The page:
Boy Scout Troop 232 of La Junta meets in a unique setting: a kiva and museum that the Scouts themselves built with the support of community groups. Visitors today can stop to enjoy the art reflecting Native American culture, the amazing roof of the 62-year-old kiva and the performances of the Koshare Indian Dancers that are an elite arm of the troop.
Troop 232 was formed in 1933 by J.F. “Buck” Burshears, an author, businessman, railway contractor, and social worker with a lifelong dedication to Scouting. He served as the troop’s Scoutmaster for 55 years. Inspired by his own childhood experiences with a Colorado Springs troop and encouraged by interest from the Scouts, Burshears determined that the La Junta troop should focus on preserving and celebrating the culture of the Plains Indians, specifically the Kiowa, Sioux and Navajo. In addition to typical activities like camping, earning badges and performing community service, members of Troop 232 are encouraged to push on to gain admission to the Koshare Indian Dancers.
To do so, they must be on the path to becoming an Eagle Scout, maintain good grades, earn an Indian Lore merit badge, study Native American culture, master at least five of the Koshare dances, and design and build their own authentic dance outfit.
The original troop practiced their first rough dances in Burshear’s backyard, using a repurposed chicken coop as a dressing room. Experts in Indian culture and members of native tribes helped them hone their skills. Their first performance was in the basement of the St. Andrew’s Episcopal Church. Word spread about the troop’s dedication and they began performing around the country, eventually landing on the stage at Carnegie Hall. As they traveled, the troop met with Western artists and pooled their money to buy pieces that were memorable to them. Soon a tradition was born as each year Koshare dancers graduating from high school left the troop with a piece of art reflecting Plains Indian culture.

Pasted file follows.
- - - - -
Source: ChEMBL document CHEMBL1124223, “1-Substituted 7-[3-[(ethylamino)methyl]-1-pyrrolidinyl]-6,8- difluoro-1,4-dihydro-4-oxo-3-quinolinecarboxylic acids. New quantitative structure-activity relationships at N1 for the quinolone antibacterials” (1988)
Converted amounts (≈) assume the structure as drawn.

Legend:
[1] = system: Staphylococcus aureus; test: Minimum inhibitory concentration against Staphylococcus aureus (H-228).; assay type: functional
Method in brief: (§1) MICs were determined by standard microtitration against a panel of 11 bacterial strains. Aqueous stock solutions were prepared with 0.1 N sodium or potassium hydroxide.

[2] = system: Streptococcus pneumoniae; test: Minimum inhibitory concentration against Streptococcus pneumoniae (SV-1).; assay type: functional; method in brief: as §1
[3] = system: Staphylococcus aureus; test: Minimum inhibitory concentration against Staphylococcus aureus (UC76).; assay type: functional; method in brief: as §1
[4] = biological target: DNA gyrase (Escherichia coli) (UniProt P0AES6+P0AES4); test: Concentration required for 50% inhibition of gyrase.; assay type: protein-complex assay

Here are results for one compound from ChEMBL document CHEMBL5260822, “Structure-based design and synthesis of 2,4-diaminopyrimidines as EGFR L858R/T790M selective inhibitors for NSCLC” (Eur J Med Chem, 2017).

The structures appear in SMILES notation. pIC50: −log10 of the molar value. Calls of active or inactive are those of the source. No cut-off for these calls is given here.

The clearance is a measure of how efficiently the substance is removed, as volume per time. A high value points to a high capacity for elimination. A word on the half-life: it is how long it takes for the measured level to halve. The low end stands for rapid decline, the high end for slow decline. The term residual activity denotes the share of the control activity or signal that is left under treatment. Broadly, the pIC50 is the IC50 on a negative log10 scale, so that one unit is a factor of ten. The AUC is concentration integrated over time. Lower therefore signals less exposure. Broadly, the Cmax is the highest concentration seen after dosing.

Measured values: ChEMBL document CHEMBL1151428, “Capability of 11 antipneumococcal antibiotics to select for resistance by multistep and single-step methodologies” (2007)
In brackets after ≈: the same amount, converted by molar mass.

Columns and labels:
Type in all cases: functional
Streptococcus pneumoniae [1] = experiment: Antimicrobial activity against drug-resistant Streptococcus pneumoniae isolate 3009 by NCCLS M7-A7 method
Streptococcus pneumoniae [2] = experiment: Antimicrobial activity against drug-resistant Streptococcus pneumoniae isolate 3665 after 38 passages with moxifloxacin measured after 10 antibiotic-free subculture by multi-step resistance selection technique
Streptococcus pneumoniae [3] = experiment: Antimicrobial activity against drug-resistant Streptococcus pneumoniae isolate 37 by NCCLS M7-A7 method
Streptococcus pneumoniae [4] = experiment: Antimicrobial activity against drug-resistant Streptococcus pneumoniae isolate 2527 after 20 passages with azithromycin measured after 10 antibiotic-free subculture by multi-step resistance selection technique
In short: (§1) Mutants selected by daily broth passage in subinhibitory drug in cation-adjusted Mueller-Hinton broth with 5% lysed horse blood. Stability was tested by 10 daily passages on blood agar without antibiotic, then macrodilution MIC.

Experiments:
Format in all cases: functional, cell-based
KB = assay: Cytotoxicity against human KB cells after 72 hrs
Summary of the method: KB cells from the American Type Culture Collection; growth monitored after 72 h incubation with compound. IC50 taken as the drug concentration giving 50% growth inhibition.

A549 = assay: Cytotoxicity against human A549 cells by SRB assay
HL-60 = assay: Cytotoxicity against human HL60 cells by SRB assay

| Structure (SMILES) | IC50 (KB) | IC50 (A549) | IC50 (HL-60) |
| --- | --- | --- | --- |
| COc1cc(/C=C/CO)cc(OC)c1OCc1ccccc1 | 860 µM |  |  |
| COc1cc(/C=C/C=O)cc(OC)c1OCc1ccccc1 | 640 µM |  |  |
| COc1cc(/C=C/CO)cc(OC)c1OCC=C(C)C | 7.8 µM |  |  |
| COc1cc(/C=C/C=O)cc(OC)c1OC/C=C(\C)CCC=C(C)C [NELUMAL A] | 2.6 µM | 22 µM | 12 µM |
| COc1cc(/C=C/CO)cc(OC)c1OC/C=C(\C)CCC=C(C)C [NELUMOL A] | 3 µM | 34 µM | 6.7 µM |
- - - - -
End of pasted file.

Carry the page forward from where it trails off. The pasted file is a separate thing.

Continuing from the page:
In 1939 the troop visited the Aztec National Monument and learned about the kivas built by prehistoric Indians a thousand years ago. The dancers resolved to build a kiva of their own.
Burshears called on a college friend, architect and Eagle Scout Damon Runyon (distantly related to the journalist by the same name) to do architectural drawings for the kiva. Runyon in turn asked an engineer who had worked on the Golden Gate Bridge to help compute the stress factor on the 647 white pine logs that hold up the kiva’s 60-foot roof, the largest self-supporting log roof in the world.
By 1949, with architectural drawings and $8,000 from fundraising, the troop was eager to get started. Recognizing that the $8,000 was too little for the job, the La Junta Rotary and Lions Club joined forces and in one month raised another $10,000 to bring the kiva and museum to reality. Construction began at a site on the Otero Junior College campus in La Junta.
The finished kiva is lit by lights fashioned from Native American pottery. Rocks from ancient kivas are incorporated into its walls. Native American artist Velino Herrera painted 10 large murals for the walls. The attached museum houses a collection of Native American art and artifacts and hosts educational youth programs, serves as a youth center, and invites visiting Scouts and students for overnight stays.
The original kiva and museum are a registered state historic site of the Colorado Historical Society and hosted a visit by President Dwight Eisenhower.